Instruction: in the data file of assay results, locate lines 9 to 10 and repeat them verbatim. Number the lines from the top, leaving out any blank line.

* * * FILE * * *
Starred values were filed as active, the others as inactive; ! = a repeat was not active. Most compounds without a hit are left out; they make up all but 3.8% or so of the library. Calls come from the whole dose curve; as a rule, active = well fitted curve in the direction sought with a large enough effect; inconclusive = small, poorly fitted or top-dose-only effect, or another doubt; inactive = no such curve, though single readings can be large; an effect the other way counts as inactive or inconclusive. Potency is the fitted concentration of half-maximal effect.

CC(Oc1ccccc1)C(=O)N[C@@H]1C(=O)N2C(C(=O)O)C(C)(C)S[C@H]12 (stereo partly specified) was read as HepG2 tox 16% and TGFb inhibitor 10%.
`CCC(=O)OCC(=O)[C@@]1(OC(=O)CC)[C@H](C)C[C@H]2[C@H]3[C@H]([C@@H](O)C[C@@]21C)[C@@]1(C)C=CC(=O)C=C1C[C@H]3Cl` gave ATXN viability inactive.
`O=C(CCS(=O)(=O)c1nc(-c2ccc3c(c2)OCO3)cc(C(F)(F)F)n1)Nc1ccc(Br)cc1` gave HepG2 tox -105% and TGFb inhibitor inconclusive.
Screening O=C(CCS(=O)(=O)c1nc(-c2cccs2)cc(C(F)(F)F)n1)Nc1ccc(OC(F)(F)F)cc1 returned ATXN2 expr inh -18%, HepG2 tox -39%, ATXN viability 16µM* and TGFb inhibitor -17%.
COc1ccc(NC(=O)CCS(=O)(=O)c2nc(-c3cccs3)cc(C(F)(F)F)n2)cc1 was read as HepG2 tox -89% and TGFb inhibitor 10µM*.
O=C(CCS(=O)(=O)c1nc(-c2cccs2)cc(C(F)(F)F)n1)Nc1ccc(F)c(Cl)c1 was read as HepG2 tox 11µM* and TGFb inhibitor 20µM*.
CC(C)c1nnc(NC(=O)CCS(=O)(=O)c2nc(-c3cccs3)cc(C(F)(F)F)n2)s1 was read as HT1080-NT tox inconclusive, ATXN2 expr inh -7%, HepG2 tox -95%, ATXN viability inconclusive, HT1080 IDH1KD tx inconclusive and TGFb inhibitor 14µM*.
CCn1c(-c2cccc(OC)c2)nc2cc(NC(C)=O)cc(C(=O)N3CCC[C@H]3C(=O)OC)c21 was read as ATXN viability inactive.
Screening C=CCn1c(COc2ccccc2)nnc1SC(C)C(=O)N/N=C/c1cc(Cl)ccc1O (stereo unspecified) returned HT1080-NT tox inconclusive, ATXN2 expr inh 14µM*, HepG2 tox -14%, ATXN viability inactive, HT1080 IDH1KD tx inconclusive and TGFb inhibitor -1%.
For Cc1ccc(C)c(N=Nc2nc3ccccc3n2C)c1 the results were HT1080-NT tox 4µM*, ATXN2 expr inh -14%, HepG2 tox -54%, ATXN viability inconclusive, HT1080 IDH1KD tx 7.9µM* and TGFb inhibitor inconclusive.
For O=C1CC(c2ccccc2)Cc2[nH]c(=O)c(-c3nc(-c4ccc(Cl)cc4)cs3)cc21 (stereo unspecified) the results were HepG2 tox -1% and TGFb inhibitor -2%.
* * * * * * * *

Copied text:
CCn1c(-c2cccc(OC)c2)nc2cc(NC(C)=O)cc(C(=O)N3CCC[C@H]3C(=O)OC)c21 was read as ATXN viability inactive.
Screening C=CCn1c(COc2ccccc2)nnc1SC(C)C(=O)N/N=C/c1cc(Cl)ccc1O (stereo unspecified) returned HT1080-NT tox inconclusive, ATXN2 expr inh 14µM*, HepG2 tox -14%, ATXN viability inactive, HT1080 IDH1KD tx inconclusive and TGFb inhibitor -1%.